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17 May 2006 @ 10:13 pm
This felt suitable to go here. Rough, but interesting:

we live in a broken world. everyone has their own world in their head. this is called the "self." we exist as seperate bodies in a "reality" where all we can grasp are our own, subjective truths.

narcissism is a path that puts the self above everything else, when in truth everyone is a reflection of one another. we're all broken pieces of a broken type of God. we're all part of each other. this is why at our core we feel an emptiness. this is why we need others. it's because we are only shards of the truth. it's because our self is just a shard of all the other selves on this earth.

in order to go beyond our limiting, self-oriented world, we must destroy our seperate consciousnesses and instead form one formless, dynamic consciousness that is akin to being "nothing."

i do not mean nothing in a negative sense. as far as can be amounted, there is always "something." but when this "something" cannot know it is "anything" then it's in essence "nothing." without consciousness, we still exist, but we aren't aware of this existence. we are simply one with existence.

by destroying the barrier of our "selves" and becoming a part of ultimate reality, we can become whole again. we'll lose our consciousness and our concept of "self," but we will no longer feel anything except oneness.

our entire lives is a search for this type of "nothing consciousness" that i speak of. when we make love, we're becoming unaware of our consciousness by uniting with the opposite sex of our species. this allows us to feel more whole because our concept of "self" is lessened. we try to escape reality, but we can never escape it, because by being seperate entities we cannot escape. the only way to escape forever is to become one again. to become a "nothing consciousness."

death is a type of "nothing consciousness." however, there is a greater "nothing consciousness" which must be achieved. and it can only be achieved when mankind further grasps ultimate reality. until then, we will continue living in a broken world with broken selves feeling unwhole. we'll continue trying to satisfy our emptiness in all methods possible until the ultimate method is found. until that time, we'll wait for when we'll be something more than human. we'll wait until we find how to transcend our flesh and bone and the self inside this form, and become formless again, as we were once before. and when this happens, we'll become one human God.

you musn't fear death. you must accept it. you must accept that your self is only a reflection of everyone else's self. you must accept that it is ephemeral and will one day be gone. you musn't take your higher consciousness for granted. you must be willing to accept your mortality. you must be willing to let go of your self and the reflections you saw of your self in others which made you love them. it's only then that you can live a free life and feel as much "nothing consciousness" in your life as is possible.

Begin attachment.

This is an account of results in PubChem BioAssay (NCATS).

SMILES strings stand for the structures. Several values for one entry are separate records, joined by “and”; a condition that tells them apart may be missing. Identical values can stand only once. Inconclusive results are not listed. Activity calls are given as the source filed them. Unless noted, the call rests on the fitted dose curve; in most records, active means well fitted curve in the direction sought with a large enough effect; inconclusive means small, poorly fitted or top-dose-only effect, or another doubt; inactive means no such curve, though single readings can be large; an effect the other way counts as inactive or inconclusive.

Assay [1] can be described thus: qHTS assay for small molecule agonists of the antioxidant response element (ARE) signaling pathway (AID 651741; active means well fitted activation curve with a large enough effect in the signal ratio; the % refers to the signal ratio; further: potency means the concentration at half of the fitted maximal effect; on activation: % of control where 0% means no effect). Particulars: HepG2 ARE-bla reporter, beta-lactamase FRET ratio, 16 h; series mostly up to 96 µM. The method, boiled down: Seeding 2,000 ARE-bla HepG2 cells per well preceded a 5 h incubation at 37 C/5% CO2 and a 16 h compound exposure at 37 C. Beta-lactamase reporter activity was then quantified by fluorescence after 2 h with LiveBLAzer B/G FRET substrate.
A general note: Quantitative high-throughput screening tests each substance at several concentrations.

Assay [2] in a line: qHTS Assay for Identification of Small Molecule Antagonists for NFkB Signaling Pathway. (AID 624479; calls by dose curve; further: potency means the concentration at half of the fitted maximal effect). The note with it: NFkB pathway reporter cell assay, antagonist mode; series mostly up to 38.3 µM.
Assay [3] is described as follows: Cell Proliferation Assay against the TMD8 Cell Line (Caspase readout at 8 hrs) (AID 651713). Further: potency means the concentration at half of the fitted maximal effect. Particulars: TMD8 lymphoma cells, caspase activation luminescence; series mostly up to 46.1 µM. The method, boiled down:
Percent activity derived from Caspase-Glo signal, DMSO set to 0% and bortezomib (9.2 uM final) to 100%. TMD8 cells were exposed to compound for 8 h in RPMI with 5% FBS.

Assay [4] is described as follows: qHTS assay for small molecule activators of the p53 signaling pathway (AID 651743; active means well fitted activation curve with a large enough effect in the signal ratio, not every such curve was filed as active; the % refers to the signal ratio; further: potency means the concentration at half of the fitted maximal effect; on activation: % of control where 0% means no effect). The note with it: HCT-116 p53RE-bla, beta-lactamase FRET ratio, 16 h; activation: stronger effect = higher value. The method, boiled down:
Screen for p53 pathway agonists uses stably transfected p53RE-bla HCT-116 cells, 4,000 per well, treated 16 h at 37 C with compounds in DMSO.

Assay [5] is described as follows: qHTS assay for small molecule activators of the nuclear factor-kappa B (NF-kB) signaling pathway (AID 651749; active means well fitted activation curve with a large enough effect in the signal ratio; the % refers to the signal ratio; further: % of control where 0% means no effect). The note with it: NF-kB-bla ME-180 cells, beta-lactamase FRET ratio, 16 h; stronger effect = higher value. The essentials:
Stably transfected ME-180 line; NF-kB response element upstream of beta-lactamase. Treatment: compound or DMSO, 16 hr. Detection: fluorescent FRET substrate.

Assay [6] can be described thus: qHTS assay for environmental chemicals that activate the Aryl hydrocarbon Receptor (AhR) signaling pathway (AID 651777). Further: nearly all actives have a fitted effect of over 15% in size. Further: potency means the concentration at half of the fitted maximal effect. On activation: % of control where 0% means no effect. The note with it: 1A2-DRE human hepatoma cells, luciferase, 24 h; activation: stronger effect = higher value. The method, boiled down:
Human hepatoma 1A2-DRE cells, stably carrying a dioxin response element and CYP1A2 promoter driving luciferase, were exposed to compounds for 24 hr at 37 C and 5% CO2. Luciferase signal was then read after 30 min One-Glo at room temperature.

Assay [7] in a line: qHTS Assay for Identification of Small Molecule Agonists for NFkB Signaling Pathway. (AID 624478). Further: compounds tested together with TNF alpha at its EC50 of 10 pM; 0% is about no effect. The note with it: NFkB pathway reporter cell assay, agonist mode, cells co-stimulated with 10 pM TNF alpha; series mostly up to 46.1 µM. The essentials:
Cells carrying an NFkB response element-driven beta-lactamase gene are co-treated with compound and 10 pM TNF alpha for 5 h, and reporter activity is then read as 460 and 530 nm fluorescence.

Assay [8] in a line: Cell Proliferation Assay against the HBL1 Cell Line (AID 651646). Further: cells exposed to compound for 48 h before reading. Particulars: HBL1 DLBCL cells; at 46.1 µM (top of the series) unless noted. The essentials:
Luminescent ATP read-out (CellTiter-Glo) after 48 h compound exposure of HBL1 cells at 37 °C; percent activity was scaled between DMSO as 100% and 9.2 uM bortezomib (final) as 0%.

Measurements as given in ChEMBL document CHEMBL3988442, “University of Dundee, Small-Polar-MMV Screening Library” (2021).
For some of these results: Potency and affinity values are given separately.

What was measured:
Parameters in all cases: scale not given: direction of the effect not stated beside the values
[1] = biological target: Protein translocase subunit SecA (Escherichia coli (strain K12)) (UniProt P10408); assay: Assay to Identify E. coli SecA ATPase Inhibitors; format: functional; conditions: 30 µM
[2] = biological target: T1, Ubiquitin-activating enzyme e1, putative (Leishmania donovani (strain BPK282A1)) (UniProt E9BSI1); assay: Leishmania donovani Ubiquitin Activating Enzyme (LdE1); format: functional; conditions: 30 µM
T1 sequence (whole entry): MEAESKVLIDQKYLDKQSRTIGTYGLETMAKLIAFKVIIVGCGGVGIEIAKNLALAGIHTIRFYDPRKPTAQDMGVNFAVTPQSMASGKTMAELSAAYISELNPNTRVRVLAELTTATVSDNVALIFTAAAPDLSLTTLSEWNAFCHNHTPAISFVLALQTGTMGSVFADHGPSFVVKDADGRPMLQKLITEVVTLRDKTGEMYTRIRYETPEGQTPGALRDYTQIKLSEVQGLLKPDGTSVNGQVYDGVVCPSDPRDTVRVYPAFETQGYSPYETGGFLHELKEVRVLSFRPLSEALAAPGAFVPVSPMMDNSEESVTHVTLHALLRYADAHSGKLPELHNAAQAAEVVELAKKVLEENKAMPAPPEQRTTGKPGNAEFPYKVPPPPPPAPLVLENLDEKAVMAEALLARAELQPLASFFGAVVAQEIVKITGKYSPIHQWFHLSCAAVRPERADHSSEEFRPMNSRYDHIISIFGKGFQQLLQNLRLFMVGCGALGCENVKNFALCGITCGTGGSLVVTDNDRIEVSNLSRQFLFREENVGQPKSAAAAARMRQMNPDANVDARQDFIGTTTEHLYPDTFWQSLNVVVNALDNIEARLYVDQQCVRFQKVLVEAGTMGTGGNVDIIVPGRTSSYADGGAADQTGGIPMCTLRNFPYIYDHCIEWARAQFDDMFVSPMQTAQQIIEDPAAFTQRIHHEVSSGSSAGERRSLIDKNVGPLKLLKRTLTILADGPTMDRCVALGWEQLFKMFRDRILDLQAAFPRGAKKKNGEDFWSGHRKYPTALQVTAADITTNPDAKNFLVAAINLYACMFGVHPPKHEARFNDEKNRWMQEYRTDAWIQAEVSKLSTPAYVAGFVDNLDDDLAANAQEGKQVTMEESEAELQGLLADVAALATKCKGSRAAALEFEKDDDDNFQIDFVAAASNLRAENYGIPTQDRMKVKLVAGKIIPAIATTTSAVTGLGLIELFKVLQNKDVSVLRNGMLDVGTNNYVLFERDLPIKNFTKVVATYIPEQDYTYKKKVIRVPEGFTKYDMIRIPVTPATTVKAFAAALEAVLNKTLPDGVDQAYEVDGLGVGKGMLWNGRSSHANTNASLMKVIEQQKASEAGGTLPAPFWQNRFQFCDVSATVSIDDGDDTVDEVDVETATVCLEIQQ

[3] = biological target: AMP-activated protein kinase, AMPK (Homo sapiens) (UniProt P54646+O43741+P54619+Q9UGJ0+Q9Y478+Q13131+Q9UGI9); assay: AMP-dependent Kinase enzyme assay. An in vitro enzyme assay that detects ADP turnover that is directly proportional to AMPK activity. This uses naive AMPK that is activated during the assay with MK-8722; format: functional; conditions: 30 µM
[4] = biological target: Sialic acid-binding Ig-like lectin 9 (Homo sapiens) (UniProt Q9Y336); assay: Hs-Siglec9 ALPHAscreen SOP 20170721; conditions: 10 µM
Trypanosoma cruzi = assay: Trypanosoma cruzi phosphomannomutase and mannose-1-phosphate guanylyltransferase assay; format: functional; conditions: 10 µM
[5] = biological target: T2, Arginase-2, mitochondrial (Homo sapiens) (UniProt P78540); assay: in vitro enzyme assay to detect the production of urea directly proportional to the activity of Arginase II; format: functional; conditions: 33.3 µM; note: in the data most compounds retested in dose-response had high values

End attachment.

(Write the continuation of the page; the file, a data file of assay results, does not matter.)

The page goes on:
Although not every thinker is innately susceptible to the pitfalls of radical skepticism and/or nihilism, there is a constant danger present to each and every thinker-- a vicious, infinitely regressive downward and inward spiral of insatiable analysis that has no end, except, for those unfortunate philosophers with weak intellectual constitutions, the abyss.

Consider the following excerpt from §1 of Nietzsche's The Gay Science:

Gradually, man has become a fantastic animal that has to fulfill one more condition of existence than any other animal: man has to believe, to know, from time to time why he exists; his race cannot flourish without a periodic trust in life—without faith in reason in life.

In many serious philosophers, this instinct is already inveterate and subconsciously established. They assume, right from the start, not only that this condition must be fulfilled, but also that it can be fulfilled. They do not scrutinize the condition itself, nor do they consider the possibility that there is no reason why he exists, nor reason in life at all.

Some philosophers, however, for one reason or another, fail to successfully fulfill this condition in their own minds. It may be a matter of over-analysis: the compulsion to continue asking "why" of popularly accepted axioms and fundamental truths that do not lend themselves to further dissection or explanation (leading to radical skepticism). It may be a matter of confusion: the inability to reconcile conflicting paradigms that, to the subject, each seems intuitively true enough that it should not be wholly discarded, even though it defies other paradigms that also fit the subject's intuitive criteria. Confusion can lead to insufferable intellectual frustration, and even the total abandonment of all thoughts and ideals (nihilism).

Whatever the reason, the point is simple: it is possible for even a rational thinker to lose faith in reason altogether. It is this psychological state in which I am interested: the absence of faith in reason. I offer this psychological state as a possible conceptualization of Nothingness: an epistemic abyss.

This abyss can consume, but it can also motivate. Nietzsche is astute and on target with his assessment of this particular human condition for living: man has to know why. Even the radical skeptic or nihilist can recover, and the suffering he feels in his epistemic abyss may just be the motivation that compels him to re-evaluate his intellectual approach and attempt to escape from it.
 
 
17 May 2006 @ 06:01 am
Although not strictly necessary, I would like recommendations of particular philosophers and/or authors who have paid specific and substantial attention to Nothingness in their own treatments of ontology. Nietzsche immediately comes to mind, and I am certain we can use much of his work to guide our insights. Do we have other suggestions?